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The school year is upon us, and for a lot of kids, that means putting their EpiPen in their backpack to prevent severe allergic reactions during the day. Public schools require students with severe allergies to provide two of these live-saving devices in case of an emergency. But recently, there's been a huge cost hike in EpiPens — reports of up to $700 for a pack of two, with an average increase of more than 450 percent in eight years.
Only one company makes EpiPens — Mylan. They have a near monopoly on the medicine, and are charging hundreds of dollars for the life-saving drug, even though it only costs around $5 to make. This week, Senator Chuck Grassley of Iowa questioned the latest $100 price hike in a letter to Mylan's CEO, while Senator Amy Klobuchar of Minnesota called for the Federal Trade Commission to investigate the company for possibly violating antitrust laws.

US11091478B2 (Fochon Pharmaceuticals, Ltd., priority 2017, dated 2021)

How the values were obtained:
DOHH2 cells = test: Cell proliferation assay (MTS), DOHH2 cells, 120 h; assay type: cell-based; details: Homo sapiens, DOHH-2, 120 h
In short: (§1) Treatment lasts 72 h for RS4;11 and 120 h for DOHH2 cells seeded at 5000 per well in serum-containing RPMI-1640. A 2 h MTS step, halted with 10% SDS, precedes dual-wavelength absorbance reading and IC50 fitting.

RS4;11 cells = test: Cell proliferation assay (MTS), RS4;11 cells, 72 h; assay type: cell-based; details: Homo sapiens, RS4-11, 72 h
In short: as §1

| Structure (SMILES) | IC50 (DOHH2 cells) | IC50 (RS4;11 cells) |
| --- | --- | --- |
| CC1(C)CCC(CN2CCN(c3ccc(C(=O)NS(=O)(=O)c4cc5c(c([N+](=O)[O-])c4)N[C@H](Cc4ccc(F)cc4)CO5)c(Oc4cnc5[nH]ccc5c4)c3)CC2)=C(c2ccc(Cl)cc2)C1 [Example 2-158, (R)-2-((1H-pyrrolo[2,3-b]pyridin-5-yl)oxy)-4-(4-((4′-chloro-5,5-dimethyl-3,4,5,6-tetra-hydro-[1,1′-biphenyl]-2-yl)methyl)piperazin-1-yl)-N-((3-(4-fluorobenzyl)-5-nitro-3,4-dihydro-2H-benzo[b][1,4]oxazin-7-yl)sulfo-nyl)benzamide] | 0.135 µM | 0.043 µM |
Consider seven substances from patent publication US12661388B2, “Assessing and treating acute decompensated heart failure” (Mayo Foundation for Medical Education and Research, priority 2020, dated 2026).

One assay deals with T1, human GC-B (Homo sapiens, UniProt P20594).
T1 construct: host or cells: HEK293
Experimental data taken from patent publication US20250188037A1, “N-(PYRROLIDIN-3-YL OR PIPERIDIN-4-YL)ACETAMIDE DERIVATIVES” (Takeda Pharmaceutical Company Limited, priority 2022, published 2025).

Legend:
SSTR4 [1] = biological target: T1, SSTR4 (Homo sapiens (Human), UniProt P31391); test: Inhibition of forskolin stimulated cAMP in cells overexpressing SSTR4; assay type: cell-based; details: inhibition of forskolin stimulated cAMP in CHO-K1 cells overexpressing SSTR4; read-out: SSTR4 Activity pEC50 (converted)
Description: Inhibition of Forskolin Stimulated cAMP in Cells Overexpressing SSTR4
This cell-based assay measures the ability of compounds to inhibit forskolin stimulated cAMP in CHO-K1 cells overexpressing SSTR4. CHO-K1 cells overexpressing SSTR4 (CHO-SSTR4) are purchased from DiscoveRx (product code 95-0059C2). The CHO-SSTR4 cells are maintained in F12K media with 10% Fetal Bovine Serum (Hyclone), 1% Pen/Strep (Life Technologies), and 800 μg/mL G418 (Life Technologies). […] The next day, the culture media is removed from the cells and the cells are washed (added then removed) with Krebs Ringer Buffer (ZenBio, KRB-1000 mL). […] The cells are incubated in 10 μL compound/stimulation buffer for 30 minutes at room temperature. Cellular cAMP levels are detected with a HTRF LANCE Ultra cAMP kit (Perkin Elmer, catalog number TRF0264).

Tracy Bush, a mom and food allergy consultant, deals with this problem personally and professionally. Her son has allergies that are potentially deadly, and she's recently acquired an insurance waiver that has cut the cost. However, she says, this is not an option for many families who are forced to go without.
Later in the week, Mylan responded to public outcry by offering coupons - which many health economists argue is bad for the American healthcare system.